made worse by the partisan distribution of food. Recently we spoke to a group in Matabeleland north. We said that the mandate of Women of Zimbabwe Arise [WOZA] was to go out and demonstrate and that we weren’t sure how that mandate would come into a rural atmosphere.
And they said, ‘Yes, it would. Because when those trucks come in, we need to eat the food that is in those trucks and we need to be able to learn about passive resistance and defiance so we can make sure that we can get that food, too. If we need to buy it, we need to buy it, but we all need equality in distribution of food and so we need to learn about how to get that food.’
Martine: Is the politicisation of food really taking place?
Jenni: Absolutely. And not only in terms of food, but in terms of access to health care as well. In January, we were devoting our activism to education, and the women said that you aren’t allowed to get access to the hospital unless your school fees are paid up. People are no longer regarded as human beings in Zimbabwe. They are basically regarded as numbers and people to rule over, and that’s the bottom line. A lot of these issues are about control.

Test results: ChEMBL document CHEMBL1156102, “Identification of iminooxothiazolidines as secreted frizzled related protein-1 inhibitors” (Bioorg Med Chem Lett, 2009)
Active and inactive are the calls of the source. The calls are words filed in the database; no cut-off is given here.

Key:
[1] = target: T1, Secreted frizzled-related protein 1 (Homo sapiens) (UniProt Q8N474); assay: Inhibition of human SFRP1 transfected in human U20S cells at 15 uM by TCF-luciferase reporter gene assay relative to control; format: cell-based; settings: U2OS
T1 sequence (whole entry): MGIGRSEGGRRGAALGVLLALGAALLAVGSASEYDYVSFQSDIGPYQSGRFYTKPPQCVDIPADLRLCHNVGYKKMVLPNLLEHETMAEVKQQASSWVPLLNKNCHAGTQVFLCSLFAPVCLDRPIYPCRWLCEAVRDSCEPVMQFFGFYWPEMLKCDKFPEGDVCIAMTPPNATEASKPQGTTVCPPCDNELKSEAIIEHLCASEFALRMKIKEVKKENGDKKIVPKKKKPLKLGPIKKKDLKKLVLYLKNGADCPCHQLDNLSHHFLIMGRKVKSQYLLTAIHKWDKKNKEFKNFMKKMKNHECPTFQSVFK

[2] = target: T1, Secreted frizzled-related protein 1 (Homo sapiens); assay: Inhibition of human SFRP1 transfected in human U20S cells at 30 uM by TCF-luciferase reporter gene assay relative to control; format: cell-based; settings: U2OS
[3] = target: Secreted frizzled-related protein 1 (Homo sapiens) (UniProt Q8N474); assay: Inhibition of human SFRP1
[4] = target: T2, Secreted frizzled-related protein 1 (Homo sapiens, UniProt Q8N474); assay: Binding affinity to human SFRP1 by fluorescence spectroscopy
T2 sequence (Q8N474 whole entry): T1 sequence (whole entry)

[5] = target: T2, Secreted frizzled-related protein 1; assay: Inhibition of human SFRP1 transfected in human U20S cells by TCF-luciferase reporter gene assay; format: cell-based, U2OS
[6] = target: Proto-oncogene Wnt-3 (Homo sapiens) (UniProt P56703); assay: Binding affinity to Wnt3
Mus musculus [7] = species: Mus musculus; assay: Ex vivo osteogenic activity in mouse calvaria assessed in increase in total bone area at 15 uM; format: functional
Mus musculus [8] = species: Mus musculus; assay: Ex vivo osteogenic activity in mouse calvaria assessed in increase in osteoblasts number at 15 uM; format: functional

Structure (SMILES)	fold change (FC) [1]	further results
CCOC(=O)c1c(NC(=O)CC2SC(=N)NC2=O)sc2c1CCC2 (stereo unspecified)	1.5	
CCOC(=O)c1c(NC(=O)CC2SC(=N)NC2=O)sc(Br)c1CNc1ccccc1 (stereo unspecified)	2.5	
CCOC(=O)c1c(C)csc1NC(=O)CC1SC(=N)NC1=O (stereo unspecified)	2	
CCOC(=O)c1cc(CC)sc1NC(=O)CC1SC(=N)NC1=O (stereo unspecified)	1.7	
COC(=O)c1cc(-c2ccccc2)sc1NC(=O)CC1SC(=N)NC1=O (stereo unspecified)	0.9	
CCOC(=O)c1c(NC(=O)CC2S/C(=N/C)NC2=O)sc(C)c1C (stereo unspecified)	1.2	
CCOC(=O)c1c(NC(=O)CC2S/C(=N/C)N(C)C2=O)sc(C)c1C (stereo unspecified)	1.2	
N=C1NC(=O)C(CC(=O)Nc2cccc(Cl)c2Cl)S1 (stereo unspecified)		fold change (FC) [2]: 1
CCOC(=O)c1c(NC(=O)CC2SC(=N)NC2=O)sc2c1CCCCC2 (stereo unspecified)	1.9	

Our theme is: ‘The power of love can overcome the love of power.’ We are giving people hope. We are telling them: ‘It’s time that you actually arise. Arise and shine in Zimbabwe.’
And in the atmosphere of daily survival, of how are you going to put food on the table, we find Zimbabwean women desperately need something to give them a sense of sisterhood, a sense of belonging in their suffering.
We have so little to hold on to. So we are starting to look at the very basic things:such as love and being strong in oneself.
Martine: What can we in the diaspora do to make a difference?
Jenni: You can hold civic society, NGO’s, and churches accountable for the promises they make in their mandates, in their mission statements, despite the NGO bill, the unjust laws [like POSA and AIPPA]. We’ve got to stand together, put our shoulder to that wheel of defiance, and find a way to give people equality in obtaining assistance.
In that way, maybe we can break Zanu (PF)’stranglehold on resources. Civic society has to get out there onto the frontline physically. They have got to say, ‘This is what Jesus would do and here I am, his disciple, and I’ve come to defy anyone taking this food out of the hands of the needy.
Martine Stemerick spent three weeks in May and June documenting famine, drought, repression, and the Murambatsvina. Her human rights documentary is called: Zimbabwe – No Secrets, No Lies.